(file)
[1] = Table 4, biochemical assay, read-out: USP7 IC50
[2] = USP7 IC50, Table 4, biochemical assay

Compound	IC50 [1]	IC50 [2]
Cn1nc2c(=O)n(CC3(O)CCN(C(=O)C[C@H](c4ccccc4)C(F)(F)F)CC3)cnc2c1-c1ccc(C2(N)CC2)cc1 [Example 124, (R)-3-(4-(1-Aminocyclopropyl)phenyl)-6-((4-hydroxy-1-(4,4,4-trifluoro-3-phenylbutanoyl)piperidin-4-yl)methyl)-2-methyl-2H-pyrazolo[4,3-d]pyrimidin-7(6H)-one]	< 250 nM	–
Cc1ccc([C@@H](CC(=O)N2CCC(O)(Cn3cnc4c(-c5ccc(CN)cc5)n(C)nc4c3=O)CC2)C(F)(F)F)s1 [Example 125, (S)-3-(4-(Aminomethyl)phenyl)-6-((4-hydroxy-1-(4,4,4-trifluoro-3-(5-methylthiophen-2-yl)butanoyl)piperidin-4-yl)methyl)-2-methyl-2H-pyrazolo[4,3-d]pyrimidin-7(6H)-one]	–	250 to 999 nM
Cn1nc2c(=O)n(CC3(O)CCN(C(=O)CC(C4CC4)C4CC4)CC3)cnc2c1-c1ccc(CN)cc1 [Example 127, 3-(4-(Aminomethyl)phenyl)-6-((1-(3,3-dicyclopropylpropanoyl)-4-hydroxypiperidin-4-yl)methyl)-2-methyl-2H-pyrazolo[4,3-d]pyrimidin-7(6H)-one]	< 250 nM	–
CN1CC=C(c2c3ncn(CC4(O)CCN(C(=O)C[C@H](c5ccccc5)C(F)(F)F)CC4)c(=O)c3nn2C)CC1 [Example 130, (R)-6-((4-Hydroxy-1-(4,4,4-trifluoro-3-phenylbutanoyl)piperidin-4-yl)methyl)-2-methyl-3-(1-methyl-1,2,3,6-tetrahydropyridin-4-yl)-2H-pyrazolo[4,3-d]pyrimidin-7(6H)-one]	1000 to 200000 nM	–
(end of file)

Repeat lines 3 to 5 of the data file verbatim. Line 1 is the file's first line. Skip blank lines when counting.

Compound	IC50 [1]	IC50 [2]
Cn1nc2c(=O)n(CC3(O)CCN(C(=O)C[C@H](c4ccccc4)C(F)(F)F)CC3)cnc2c1-c1ccc(C2(N)CC2)cc1 [Example 124, (R)-3-(4-(1-Aminocyclopropyl)phenyl)-6-((4-hydroxy-1-(4,4,4-trifluoro-3-phenylbutanoyl)piperidin-4-yl)methyl)-2-methyl-2H-pyrazolo[4,3-d]pyrimidin-7(6H)-one]	< 250 nM	–
Cc1ccc([C@@H](CC(=O)N2CCC(O)(Cn3cnc4c(-c5ccc(CN)cc5)n(C)nc4c3=O)CC2)C(F)(F)F)s1 [Example 125, (S)-3-(4-(Aminomethyl)phenyl)-6-((4-hydroxy-1-(4,4,4-trifluoro-3-(5-methylthiophen-2-yl)butanoyl)piperidin-4-yl)methyl)-2-methyl-2H-pyrazolo[4,3-d]pyrimidin-7(6H)-one]	–	250 to 999 nM